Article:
Arrangement

Series I. Admissions ledgers and bound volumes 1830-18927 vols.
Series II. Miscellaneous Records1819-18355 folders
Series III. Elisabeth Velora Elwell correspondence1862, 1955-19652 folders
Series III. Prisoners' correspondence1845-1871, 1953-19551 folder

Collection information

Provenance

The Records of Eastern State Penitentiary came from two disparate sources. Five manuscript items were acquired in 1960; while the seven bound volumes were donated by Jacob Gruber in December, 2000 (accn. no. 2000-1076ms) and February 2002 (accn. no. M2002-07).

Preferred citation

Cite as: State Penitentiary for the Eastern District of Pennsylvania Records, American Philosophical Society.

Processing information

Catalogued by rsc, 2001, 2004.

Related material

The Papers of William Parker Foulke (B F826) are rich in material relating to county and state prisons and prison reform associations, particularly the Philadelphia Prison Society, the New York Prison Association, and the Philadelphia Society for Alleviating the Miseries in Public Prisons. Foulke corresponded with a great number of prison reformers, including Dorothea Lynde Dix (1802-1887), Louis Mathurin Moreau-Christophe (1799-1881), A. Blouet (probably Guillaume Abel Blouet, 1795-1853), H. C. King, Isaac G. Gordon (1819-1893), James Hall, and the architect John Haviland (1792-1852). In addition to the correspondence, Foulke collected biographical material on John Haviland for an obituary, including a list of prisons he designed and copies of a few of his letters one of which includes a sketch of a radiating plan for a prison. Two notebooks on prisons and prisoners are located at the end of the collection.

Bibliography

Haviland, John, A Description of Haviland's Design for the New Penitentiary, Now Erecting Near Philadelphia; Accompanied With a Birds-Eye View (Philadelphia: R. Desilver, 1824) Call no.: Pam. 994:4.

Pennsylvania. General Assembly, Report of the Joint Committee of the Legislature of Pennsylvania Relative to the Eastern State Penitentiary at Philadelphia ... Read in the House of Representatives, Mar. 26, 1835 (Harrisburg: Welsh, 1835) Call no.: Pam 1001:14.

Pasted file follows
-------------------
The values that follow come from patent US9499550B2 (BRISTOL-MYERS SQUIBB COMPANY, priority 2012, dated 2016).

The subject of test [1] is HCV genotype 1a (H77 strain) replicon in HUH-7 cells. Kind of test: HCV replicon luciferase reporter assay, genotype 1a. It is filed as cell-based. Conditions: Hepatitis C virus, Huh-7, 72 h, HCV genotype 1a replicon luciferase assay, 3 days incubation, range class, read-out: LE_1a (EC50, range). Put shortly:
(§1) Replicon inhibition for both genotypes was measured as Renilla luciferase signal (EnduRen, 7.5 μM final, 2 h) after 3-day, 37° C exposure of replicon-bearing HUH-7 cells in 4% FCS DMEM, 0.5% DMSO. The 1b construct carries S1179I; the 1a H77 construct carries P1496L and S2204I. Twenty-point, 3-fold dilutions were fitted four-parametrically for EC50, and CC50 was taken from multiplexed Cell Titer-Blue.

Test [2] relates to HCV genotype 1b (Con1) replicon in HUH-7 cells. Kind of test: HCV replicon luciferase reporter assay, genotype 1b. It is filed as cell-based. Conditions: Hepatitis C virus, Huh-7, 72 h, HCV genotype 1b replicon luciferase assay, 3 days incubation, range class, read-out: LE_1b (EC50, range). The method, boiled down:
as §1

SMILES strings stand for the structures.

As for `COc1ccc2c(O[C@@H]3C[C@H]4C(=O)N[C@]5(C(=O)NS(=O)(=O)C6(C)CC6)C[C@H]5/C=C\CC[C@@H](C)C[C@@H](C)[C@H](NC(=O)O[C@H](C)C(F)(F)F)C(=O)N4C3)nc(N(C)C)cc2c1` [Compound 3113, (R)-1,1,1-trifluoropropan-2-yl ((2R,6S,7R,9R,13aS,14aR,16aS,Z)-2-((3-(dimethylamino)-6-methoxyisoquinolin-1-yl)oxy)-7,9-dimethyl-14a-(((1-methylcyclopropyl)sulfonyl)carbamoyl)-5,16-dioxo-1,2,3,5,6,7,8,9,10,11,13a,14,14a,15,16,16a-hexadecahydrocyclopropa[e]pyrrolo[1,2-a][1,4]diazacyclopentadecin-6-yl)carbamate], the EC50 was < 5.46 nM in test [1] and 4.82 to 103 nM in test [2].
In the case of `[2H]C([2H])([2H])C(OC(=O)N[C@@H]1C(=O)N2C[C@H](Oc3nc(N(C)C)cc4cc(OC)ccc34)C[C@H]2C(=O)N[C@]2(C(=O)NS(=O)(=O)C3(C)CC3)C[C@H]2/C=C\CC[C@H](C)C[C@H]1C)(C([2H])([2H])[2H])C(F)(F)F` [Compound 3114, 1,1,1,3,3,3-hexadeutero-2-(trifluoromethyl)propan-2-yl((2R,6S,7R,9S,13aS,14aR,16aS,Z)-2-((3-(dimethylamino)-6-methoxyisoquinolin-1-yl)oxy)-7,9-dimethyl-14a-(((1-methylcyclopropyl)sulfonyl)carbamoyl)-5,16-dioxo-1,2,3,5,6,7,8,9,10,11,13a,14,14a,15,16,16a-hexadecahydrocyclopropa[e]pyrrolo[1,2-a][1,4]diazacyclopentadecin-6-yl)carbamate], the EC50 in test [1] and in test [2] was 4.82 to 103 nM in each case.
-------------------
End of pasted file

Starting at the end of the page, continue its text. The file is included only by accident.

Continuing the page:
Pennsylvania. General Assembly, Report of the Minority of the Joint Committee of the Legislature of Pennsylvania, Relative to the Eastern State Penitentiary at Philadelphia ... Read in the House of Representatives, Mar. 26, 1835 (Harrisburg: Welsh, 1835) Call no.: Pam 1001:15.

Richard Vaux, Brief Sketch of the Origin and History of the State Penitentiary for the Eastern District of Pennsylvania, at Philadelphia (Philadelphia : McLaughlin brothers, printers, 1872). Call no.: 365 V46b

Norman Johnston, Ken Finkel, and Jeffery Cohen, Eastern State Penitentiary : Crucible of Good Intentions (Philadelphia: Philadelphia Museum of Art, 1994). Call no.: 365 J64c

Early American History Note

These two volumes record the admissions to Eastern State Penitentiary for the years 1839-1850 (excluding, apparently, 1844). The records contain a wealth of information about each prisoner admitted. The entries often contain a physical description of the inmate, a description of the crime(s) committed, and, occasionally, statements the prisoner made. Most entries contain a detailed biographical history of the prisoner that includes information on the background of the criminal, such as their family life, how they were raised, previous incarcerations, and the social habits of the prisoner, such as drinking in taverns or their religiosity.

Indexing Terms

Corporate Name(s)

  • Pennsylvania. Board of Prisons
  • State Penitentiary for the Eastern District of Pennsylvania

Genre(s)

  • Legal Records
  • Official Government Documents and Records

Personal Name(s)